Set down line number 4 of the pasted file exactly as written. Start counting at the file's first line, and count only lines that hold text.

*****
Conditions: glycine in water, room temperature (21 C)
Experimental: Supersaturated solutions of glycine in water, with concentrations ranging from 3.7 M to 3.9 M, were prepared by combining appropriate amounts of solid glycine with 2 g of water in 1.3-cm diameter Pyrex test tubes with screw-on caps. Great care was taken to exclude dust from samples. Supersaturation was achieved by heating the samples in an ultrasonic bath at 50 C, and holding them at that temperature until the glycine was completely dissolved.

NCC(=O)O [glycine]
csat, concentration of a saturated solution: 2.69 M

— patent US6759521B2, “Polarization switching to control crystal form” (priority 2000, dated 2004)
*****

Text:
csat, concentration of a saturated solution: 2.69 M